Checked out some eating places which were wildly expensive and was beginning to despair of finding anything other than bars where the entire clientele looked like they'd walked out the pages of American Psycho, all shiny suits, shoulder pads and designer handbags.
Water spout



However, experience dictates that backs of stations are often a good bet to explore for the more rough-and-ready end of life, and I struck lucky. Place Des Grottes is a rowdy crowded square where everyone was enthusiastically drinking and eating local cheese and meats from huge sharing platters, happily sitting in the road and being served wine from barrels. You could never imagine such a scene in Britain other than it being accompanied by the watchful eyes of police and moaning neighbours. I had a glass of wine, paid in Euros, received change back in Swiss Francs and thought I was being ripped off for not getting Euros. Whoops. I felt such a berk not to be aware that Switzerland’s not in the Euro!

After the food and drink vendors packed up and the square cleared, 
I followed my nose and came upon my holy grail of drinking: 
La Galerie is the perfect old men's bar where geezers argued loudly with wild gesticulations and knocked each other's drinks over, one appeared in army fatigues and bellowed 'vive la revolution!' at every lull in the conversation, and another shirtless man bore a Kalashnikov tattooed diagonally across his back. It was like a more extreme version of Brighton's Evening Star, except with biere Blanche and an evening hot enough to sit outside.

Day 3 Geneva - Turin

Friday 5th


Hopped on a tram and spent the morning exploring Geneva old town, then took a lunchtime train to Turin. I’d chosen to stop in Geneva for the spectacular views on the train line down to Italy and they didn’t disappoint. Past lakes, through snow-capped mountains and lush green valleys with a great collapsing warehouse on the riverside at Bellegarde, on a slightly more convoluted journey than I’d originally planned, changing via Chambery and Oulx, arriving at Turin Porta Nueva late afternoon.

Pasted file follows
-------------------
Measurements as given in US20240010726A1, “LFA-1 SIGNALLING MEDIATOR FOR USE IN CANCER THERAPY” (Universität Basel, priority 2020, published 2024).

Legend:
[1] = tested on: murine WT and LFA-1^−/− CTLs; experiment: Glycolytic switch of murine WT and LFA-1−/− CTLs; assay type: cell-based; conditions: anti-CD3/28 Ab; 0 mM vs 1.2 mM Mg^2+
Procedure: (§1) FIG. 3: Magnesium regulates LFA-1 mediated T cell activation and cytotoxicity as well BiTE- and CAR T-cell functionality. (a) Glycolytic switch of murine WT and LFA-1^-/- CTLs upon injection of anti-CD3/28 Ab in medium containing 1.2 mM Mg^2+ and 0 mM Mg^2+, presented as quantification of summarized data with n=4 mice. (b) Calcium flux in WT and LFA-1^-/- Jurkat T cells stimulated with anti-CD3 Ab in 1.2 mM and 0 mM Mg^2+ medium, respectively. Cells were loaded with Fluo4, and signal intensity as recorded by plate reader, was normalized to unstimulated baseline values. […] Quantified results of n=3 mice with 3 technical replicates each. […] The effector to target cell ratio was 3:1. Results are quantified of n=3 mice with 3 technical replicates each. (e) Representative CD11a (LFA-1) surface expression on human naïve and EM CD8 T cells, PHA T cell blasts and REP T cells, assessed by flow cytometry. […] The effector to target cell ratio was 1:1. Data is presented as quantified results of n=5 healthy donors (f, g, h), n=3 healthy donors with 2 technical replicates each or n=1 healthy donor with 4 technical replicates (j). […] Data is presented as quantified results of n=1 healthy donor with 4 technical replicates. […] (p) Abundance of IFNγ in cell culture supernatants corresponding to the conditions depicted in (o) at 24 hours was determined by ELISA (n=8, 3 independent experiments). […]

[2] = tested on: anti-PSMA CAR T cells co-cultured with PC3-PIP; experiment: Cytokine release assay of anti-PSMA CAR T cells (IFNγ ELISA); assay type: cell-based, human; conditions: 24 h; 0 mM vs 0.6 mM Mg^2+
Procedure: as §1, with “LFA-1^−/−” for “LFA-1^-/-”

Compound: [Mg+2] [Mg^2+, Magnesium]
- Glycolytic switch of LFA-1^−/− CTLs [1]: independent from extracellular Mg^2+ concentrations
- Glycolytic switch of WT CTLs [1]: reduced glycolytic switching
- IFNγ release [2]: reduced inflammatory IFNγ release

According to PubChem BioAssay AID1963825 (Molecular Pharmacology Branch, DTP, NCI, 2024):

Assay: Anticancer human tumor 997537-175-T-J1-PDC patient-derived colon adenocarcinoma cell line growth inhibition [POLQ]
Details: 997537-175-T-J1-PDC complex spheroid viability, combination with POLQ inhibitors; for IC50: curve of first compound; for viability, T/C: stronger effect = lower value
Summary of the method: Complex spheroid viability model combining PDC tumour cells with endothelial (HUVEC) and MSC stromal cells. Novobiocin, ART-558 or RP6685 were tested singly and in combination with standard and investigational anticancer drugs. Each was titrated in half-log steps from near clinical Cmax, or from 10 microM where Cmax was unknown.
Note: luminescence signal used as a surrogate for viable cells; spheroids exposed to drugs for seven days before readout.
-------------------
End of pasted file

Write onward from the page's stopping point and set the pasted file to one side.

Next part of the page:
Walked the bank of the Po in Turin which lives up to its name aromatically. And is there any city in Italy which doesn't have swathes of town planning and architecture designed to glorify Mussolini? The restaurants along the Piazza Vittorio Veneto are touristically priced so I cut into a side street and came upon a quiet square with tables sheltered under broad trees and enjoyed a triple shot of Campari with a prosecco top up which set me up rather nicely. Feeling very smug about speaking pidgin Italian, which I'd picked up from three weeks reading a teach yourself book, but the basics seemed to work well enough.
For a full picture set, go to my Flickr site

Candle lit demo
Needless to say there followed an evening of bar hopping, taking in Bar Blah, a lively rock bar, then in a darkened back street chancing upon a semi-derelict warehouse with a dance floor and a group of Angolan capoeira performers, encountering a loud and lively street demo of candle-holding marchers protesting about what appeared to be education cuts and ending at a likely-looking bar with an array of dozens of beers in the fridge where you simply helped yourself and paid at the counter. Most of the clientele were students, all drinking out in the street, but nobody pinched any drinks, nobody acted like an arse, and nobody called the police to complain about the noise. Yet another refreshing change to the drinking environment we’re used to. Guess our lack of tradition of street culture means nobody knows how to do it properly. That and the curse of Fosters and vodka with Red Bull.



Bologna by night

Day 4 Turin - Bologna

Saturday 6th

Breakfast of double espresso and freshly squeezed orange juice at a pavement cafe then hopped on a tram (trams are so civilised!) to Piazza San Giovanni with a terrific exhibition of Tamara de Lempicka at the Palazzo Chiablese, contextualised by extensive photos and film.

Quick beer - a molto piccolo of 2cl with a somewhat “generous” head hence very quick indeed - then failed in my plan to pick up the No.7 historic tram which trundles through the gardens and down to Porta Susa station. I waited almost an hour getting irritable at the tram stop just to find it was re-routed so I huffily walked instead. A temperature sign informed me it was 40 degrees so that called for another beer by the station.